The navettes of Marseille

Biscuits for the snack break

Navettes are dry biscuits (shaped as small boats) traditionally prepared for Candlemas instead of pancakes, especially in Marseille. It is a biscuit that was created by Monsieur Aveyrous in 1781. It is eaten cold (like most dry cakes). It is made of wheat flour, sugar, eggs and orange blossom water which gives it its flavour!

Its origin

Several legends are evoked as for the origin of the navettes. Nevertheless, the most popular legend is surely the one that attributes the symbolization of the boat that brought the Saintes-Maries(the three Marys) to the coast of Provence!  This would have given the idea to its founder, Mr Aveyrous, to give a boat shape to his biscuit…

However, others think that the origin of navettes is due to a statue of the Virgin found on the banks of the Lacydon in the 13th century and which would have been perceived as a sign of protection by the little community of the craftsmen.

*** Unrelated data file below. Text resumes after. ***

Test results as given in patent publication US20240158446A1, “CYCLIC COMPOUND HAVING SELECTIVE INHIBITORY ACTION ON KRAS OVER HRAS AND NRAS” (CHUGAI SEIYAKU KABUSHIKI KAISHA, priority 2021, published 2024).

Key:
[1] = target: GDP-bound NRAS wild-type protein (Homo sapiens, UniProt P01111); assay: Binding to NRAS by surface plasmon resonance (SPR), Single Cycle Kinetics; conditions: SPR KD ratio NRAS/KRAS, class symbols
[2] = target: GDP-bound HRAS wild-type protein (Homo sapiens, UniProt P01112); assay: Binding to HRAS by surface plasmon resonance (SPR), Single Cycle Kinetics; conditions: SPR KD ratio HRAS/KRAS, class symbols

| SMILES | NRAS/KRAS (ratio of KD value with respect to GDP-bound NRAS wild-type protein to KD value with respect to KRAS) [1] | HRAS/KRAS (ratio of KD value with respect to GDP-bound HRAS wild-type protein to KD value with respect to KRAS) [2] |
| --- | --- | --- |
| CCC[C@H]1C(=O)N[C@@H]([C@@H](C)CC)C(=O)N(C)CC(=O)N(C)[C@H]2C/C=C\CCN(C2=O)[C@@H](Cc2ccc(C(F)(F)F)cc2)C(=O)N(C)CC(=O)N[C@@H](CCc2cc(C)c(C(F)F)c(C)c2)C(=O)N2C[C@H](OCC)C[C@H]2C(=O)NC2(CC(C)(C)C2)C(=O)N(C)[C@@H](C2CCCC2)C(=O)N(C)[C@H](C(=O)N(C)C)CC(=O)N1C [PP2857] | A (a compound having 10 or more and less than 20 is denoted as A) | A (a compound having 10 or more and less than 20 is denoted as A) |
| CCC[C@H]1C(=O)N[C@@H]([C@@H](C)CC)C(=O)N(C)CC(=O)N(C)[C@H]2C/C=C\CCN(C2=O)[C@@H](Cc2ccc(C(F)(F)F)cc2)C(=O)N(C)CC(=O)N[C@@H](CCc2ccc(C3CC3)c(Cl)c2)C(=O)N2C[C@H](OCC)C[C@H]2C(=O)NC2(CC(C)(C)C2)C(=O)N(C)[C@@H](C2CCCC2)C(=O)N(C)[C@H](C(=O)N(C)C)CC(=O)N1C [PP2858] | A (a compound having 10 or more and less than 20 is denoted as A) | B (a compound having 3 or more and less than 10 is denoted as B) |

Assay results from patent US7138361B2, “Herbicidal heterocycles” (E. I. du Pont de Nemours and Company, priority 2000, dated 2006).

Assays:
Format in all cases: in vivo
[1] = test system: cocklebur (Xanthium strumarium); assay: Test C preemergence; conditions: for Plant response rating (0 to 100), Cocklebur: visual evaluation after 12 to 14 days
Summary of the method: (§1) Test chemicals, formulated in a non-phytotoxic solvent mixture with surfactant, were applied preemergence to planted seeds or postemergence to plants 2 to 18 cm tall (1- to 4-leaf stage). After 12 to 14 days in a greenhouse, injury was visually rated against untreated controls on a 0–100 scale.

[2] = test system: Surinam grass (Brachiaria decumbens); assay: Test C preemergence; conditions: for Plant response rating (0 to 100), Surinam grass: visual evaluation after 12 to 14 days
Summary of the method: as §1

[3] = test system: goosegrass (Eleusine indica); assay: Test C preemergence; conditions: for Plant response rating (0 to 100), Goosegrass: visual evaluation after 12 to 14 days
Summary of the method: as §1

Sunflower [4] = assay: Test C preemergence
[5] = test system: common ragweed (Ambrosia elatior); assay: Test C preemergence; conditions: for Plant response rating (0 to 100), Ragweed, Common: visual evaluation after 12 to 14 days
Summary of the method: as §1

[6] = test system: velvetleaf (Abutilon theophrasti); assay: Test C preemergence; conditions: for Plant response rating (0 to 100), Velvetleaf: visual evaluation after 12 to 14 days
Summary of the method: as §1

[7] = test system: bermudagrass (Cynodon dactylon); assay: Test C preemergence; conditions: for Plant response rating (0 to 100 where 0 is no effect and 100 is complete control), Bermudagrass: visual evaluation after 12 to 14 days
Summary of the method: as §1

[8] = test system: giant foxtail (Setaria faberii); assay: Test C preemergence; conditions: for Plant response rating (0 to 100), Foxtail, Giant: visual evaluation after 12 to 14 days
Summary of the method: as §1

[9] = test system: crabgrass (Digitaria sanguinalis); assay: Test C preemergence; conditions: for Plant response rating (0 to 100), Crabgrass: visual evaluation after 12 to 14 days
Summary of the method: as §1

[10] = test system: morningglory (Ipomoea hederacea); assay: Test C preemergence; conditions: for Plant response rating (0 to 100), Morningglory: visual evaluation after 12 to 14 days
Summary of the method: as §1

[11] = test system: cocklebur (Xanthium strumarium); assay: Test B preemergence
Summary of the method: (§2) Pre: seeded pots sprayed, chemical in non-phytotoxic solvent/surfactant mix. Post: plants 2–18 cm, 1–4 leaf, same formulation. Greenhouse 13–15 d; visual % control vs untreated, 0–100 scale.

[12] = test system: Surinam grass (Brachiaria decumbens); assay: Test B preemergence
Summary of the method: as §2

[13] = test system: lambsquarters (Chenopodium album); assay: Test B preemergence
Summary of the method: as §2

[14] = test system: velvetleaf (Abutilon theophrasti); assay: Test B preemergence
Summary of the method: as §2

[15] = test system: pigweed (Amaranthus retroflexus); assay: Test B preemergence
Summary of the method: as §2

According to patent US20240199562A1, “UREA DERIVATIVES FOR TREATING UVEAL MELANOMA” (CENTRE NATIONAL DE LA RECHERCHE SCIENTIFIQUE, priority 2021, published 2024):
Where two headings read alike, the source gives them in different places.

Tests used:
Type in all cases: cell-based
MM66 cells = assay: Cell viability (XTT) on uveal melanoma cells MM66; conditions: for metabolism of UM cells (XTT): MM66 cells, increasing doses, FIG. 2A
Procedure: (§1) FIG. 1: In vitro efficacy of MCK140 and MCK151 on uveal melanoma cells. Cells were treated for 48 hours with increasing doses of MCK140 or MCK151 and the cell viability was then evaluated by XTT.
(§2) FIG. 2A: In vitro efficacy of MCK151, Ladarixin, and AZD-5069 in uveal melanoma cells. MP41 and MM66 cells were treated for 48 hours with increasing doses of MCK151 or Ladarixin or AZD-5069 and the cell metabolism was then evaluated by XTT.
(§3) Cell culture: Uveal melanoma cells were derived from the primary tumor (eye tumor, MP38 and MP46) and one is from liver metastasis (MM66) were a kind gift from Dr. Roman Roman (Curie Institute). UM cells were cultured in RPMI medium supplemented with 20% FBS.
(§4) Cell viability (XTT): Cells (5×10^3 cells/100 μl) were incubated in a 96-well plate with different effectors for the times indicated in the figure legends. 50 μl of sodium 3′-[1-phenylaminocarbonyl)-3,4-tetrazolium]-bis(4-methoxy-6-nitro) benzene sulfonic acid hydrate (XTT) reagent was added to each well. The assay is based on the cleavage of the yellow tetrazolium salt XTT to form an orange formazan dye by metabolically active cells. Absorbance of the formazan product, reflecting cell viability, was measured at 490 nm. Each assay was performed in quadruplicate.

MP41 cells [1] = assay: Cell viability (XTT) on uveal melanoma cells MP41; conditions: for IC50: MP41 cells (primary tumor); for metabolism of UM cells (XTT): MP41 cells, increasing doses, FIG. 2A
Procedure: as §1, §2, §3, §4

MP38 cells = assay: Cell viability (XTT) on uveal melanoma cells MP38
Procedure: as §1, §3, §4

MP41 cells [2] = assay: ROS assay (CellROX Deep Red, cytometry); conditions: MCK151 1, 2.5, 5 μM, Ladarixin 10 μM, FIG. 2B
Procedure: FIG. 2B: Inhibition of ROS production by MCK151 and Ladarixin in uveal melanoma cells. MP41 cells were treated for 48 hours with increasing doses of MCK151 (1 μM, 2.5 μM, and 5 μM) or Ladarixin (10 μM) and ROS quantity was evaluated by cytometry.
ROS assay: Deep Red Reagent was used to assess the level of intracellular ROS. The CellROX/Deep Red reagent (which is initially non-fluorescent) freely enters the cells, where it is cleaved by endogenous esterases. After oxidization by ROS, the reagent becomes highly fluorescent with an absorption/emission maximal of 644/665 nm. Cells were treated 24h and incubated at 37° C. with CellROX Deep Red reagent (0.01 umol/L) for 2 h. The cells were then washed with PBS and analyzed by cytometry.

Tradition of Candlemas at Saint Victor

On February 2nd, the oldest church in Marseille, St Victor’s Abbey celebrates Candlemas. On this day, the octave of Candlemas begins (procession during which the famous black virgin is brought out as well as green candles which symbolise light, hope and purifying fire).

The processions end at the “Four des Navettes” (rue Sainte next to the Abbaye St Victor), the former bakery of the abbey, with the blessing of the oven by the Archbishop of Marseille (a 232 year old oven).

Over time, the navette  evolves…

If originally, the traditional navette was only flavored with orange blossom, it can now be found perfumed with different spices…

Other houses are nowadays known, notably in the Panier district, the “Navettes des Accoules” (cheque and cash are accepted for purchase, no credit card).

Four des Navettes 
136 rue Sainte
13007 Marseille

Les Navettes des Accoules 
68 rue Caisserie
13002 Marseille